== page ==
Wildwood woman, new restaurateur win Little Italy sauce cook-off | TheUnion.com

Wildwood woman, new restaurateur win Little Italy sauce cook-off

The owner of an Alta Sierra restaurant and a Lake Wildwood woman were the winners of the Little Italy Pasta Sauce Cook-off, a new event in downtown Grass Valley.

Lake Wildwood resident Kathryn “Kat” Horner was the judges’ top choice in a blind tasting June 2 with her long-simmered sauce featuring sweet peppers, fresh herbs and a mixture of beef and sausage.

Joe Grande, co-owner of Grande Wood Designs gift store in Grass Valley’s Glenbrook Basin, took second place.

Adam Ornellas, owner of Fia’s Bistro in Alta Sierra, was the People’s Choice winner with his meat-marinara sauce, said organizer Karen DiPillo of the host Nevada County Italian Cultural Foundation.

Proceeds of the cook-off benefit the foundation, which puts on the Italian Festival Sept. 14-15 in Western Gateway Park, Penn Valley.

Ornellas in July will mark one year since opening Fia’s Bistro at the corner of Alta Sierra Drive and Highway 49. His winning sauce — inspired by his Spanish-Italian mother’s Sunday Gravy — shows off the fresh ingredients, time and love characteristic of food at Fia’s, he said.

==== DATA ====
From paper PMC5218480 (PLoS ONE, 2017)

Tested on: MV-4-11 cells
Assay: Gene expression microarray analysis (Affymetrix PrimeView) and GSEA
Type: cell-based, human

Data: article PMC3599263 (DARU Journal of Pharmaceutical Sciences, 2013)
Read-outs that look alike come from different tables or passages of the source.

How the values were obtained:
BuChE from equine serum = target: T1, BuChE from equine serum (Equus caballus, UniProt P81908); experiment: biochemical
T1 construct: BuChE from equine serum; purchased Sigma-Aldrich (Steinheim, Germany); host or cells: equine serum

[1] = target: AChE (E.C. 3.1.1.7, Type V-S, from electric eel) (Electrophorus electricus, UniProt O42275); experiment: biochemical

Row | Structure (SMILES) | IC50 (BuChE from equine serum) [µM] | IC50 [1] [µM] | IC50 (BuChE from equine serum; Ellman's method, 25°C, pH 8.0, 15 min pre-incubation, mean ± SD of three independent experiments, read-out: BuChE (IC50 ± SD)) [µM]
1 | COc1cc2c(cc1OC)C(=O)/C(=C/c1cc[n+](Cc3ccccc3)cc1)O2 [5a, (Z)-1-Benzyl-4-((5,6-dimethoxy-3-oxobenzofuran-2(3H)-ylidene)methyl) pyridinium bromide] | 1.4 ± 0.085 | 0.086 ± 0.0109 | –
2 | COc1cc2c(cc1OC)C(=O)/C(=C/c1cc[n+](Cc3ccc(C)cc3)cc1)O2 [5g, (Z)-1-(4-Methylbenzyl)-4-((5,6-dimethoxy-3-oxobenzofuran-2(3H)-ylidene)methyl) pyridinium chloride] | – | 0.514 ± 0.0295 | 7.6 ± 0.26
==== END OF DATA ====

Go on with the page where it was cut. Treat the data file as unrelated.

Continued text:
“Everything’s fresh. We go straight to the farms … in Placer and Nevada counties, and there are no pesticides,” said Ornellas. The San Jose native is a Michelin-star chef with experience at Westin and Sheraton hotels in the San Francisco Bay Area.

He also butchers his own meat, and his fresh pasta comes from Bear River Pasta Co. in Grass Valley. Ornellas is working with Sierra Knolls winery, in southern Nevada County, to plant a vegetable garden, and he sources his fresh seafood from the Bay Area, he added.

Mama Ornellas’ gravy features freshly ground and browned beef, veal and pork. To that, “Chef Adam” adds a stock created by roasting beef and veal bones, roasting vegetables, then deglazing the pan with red wine, he said.

Then, he adds a tomato sauce: roasted and pureed roma tomatoes, more wine-stewed romas, fresh herbs and freshly grated Parmesan cheese, he said.

On the day of the cook-off, Ornellas had to return to the restaurant before the results of the judging were announced. So DiPillo and other organizers took their news to Alta Sierra and honored Ornellas to the applause of Fia’s diners.

The cook-off drew “between 150 and 175 people,” despite the day’s heat, DiPillo said. Bear River Pasta, which co-sponsored the event, went through “close to 70 pounds of pasta,” co-owner Carl Brenner added.

Locals of Italian descent traded stories, and non-Italians learned how immigrants contributed to western Nevada County’s mining history, Brenner said. Students from Forest Charter School sang Italian songs, he added.

Horner credited her win to the encouragement of neighbors, including the loan of a camp stove and lots of fresh basil, oregano, thyme, marjoram, sweet Italian parsley and red wine.

“I was so amazed. I didn’t expect to win,” Horner said. “Fun!”

For information on the upcoming Nevada County Italian Festival, including food for sale, chef demonstrations and wine tastings, visit http://NevadaCountyItalianFestival.com.

Grass Valley resident and freelance writer Trina Kleist may be contacted at tkleistwrites@gmail.com or 530-575-6132.

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